Scams are happening all around us at any given time. When a disaster happens like a hurricane or a national pandemic new scams start to emerge due to the circumstance. With the onset of Coronavirus, new scams have started specific to the pandemic. Here are some to watch out for.
Calls from the Emergency Management Agency (EMA). There has been reports of people getting calls that claim to be from the EMA asking for social security numbers. Note that EMA will not ask for your personal information over the phone.
Calls about the stimulus check. When the stimulus checks start to go out, scammers will call or email people telling them that they cannot get their check because the IRS does not have their banking information or that they need to “sign up” for their check. Do not give out your bank information or other personal information. If the IRS does not have your banking information to receive your check, you will get a letter in the mail, or your check will be mailed to you.
COVID-19 Tests, Cures, or Treatments: There are also claims out there claiming that they have a cure for Coronavirus. Currently there are no cures for the virus. Along those same lines there are also claims of test kits that are not actual tests for the virus. If you feel you need tested contact your primary care physician.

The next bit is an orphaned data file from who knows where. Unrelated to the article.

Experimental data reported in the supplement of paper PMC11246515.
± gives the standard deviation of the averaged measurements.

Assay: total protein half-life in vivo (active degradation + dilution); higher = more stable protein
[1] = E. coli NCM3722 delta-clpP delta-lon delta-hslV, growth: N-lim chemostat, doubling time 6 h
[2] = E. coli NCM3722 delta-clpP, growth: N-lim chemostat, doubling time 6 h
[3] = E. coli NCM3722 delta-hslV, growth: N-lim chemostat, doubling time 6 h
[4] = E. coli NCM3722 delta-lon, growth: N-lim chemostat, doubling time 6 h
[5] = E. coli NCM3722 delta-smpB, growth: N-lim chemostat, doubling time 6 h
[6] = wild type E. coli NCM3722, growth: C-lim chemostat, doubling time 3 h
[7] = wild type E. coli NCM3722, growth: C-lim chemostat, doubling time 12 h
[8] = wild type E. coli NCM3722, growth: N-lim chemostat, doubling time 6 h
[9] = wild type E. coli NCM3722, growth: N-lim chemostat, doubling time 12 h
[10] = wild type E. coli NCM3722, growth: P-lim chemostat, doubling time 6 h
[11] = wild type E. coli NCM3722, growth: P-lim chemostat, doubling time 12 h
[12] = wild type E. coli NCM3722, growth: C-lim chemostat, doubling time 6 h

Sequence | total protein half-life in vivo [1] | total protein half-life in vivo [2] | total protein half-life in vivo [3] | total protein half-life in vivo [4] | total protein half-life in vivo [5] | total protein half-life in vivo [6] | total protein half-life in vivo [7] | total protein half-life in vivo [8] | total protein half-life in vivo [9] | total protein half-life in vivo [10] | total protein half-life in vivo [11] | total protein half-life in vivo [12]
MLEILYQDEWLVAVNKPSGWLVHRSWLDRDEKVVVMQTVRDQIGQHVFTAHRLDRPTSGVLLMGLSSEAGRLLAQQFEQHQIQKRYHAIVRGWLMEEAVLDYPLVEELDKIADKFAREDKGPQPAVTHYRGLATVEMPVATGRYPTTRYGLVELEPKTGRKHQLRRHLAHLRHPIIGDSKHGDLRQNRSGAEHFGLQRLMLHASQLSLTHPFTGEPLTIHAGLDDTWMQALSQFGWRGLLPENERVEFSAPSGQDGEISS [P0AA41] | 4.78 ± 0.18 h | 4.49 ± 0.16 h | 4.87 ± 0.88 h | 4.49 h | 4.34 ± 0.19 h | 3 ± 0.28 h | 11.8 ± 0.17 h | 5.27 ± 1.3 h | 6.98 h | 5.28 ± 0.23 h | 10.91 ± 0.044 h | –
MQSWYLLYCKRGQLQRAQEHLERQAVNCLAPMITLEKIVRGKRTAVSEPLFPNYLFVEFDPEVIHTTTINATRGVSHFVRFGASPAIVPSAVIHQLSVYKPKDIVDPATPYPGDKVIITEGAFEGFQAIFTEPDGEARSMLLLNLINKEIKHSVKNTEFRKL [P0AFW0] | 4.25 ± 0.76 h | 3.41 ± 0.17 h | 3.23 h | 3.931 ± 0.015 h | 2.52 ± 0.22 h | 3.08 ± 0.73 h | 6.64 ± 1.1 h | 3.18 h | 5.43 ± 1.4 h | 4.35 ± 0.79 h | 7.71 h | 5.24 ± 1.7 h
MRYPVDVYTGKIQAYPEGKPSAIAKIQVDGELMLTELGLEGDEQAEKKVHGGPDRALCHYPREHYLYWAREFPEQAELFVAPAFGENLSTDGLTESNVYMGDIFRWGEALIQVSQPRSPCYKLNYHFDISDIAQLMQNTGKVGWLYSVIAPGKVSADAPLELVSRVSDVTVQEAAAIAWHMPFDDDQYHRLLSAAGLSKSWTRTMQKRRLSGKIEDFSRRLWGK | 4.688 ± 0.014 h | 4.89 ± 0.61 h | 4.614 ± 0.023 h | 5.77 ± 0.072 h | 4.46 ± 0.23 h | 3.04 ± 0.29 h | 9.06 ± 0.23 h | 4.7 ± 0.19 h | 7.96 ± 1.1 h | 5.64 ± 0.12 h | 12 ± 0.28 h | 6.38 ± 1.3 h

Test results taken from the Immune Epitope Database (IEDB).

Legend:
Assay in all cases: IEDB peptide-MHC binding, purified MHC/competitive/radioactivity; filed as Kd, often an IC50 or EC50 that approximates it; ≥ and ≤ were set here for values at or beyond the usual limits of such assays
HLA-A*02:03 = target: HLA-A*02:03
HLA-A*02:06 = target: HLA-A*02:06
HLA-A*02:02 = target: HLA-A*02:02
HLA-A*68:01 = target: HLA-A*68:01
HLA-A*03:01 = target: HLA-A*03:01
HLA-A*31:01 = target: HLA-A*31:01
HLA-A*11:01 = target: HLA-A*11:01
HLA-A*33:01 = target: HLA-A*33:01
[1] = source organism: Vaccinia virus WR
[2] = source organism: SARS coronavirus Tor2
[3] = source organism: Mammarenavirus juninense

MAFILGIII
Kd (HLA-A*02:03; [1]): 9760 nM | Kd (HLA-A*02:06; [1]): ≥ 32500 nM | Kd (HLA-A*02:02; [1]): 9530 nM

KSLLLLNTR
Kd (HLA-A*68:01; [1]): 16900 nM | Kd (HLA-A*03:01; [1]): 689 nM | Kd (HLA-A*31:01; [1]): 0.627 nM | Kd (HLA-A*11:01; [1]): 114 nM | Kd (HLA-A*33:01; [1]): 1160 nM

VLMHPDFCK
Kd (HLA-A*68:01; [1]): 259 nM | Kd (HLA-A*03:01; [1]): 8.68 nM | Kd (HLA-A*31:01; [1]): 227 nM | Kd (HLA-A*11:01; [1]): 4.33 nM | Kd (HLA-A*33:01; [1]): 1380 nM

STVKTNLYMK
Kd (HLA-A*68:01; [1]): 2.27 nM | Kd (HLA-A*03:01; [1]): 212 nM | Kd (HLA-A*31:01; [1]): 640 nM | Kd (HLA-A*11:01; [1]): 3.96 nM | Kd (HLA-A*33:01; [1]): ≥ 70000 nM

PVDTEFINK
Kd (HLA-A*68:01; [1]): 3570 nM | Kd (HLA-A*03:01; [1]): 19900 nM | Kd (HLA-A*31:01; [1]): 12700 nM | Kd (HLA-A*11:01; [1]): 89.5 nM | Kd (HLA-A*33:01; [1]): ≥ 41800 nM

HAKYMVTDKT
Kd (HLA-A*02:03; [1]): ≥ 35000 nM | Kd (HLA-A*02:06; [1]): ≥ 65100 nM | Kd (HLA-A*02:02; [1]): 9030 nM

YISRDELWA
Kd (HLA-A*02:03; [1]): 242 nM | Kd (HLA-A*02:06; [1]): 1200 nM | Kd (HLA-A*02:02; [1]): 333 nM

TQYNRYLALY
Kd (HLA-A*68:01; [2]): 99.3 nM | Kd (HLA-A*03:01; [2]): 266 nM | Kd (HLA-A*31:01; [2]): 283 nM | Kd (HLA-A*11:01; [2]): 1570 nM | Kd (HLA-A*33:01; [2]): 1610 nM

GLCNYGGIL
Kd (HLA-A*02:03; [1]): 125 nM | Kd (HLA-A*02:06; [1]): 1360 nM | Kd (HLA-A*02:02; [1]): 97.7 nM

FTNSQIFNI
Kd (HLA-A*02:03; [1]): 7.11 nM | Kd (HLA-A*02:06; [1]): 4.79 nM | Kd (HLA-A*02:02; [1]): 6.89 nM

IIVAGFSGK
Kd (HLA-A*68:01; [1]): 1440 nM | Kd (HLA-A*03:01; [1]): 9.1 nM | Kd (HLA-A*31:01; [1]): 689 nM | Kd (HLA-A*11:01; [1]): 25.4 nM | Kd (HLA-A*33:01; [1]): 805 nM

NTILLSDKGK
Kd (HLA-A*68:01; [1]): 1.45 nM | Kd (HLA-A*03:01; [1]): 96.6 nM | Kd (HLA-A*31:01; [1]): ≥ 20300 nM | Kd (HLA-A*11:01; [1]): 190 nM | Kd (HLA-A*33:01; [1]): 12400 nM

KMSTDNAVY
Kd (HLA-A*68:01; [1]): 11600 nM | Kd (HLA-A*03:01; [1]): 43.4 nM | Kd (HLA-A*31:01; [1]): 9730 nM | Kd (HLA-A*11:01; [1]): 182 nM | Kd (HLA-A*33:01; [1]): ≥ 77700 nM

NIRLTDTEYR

In general, with these scams and others, never give out your social security number or bank information over the phone. Also, do not wire money to someone or a business you do not know. If someone calls you on the phone, ask a lot of questions. Scammers are very good about convincing you they are the real deal. By asking questions you can try and determine if they are the actual business they claim to be. If you get a call that is suspicious, hang up, look up the number for the real agency and call them back on their legitimate number to see if the call was fake or real. Along with calls, email has also been hotspot for scams. Before clicking on a link in an email, hover over the link to make sure the hyperlink is taking you to a legitimate website. Certain websites may look like the real deal, but are in fact fake sites to get you to give out your information.
Every time something happens in the world, it is an opportunity for scammers to get your personal information. Be careful to follow your instincts and keep your private information private. The Federal Trade Commission has a huge amount of resources on scams related to the Coronavirus and lots of other scams, check it out here https://www.consumer.ftc.gov/features/scam-alerts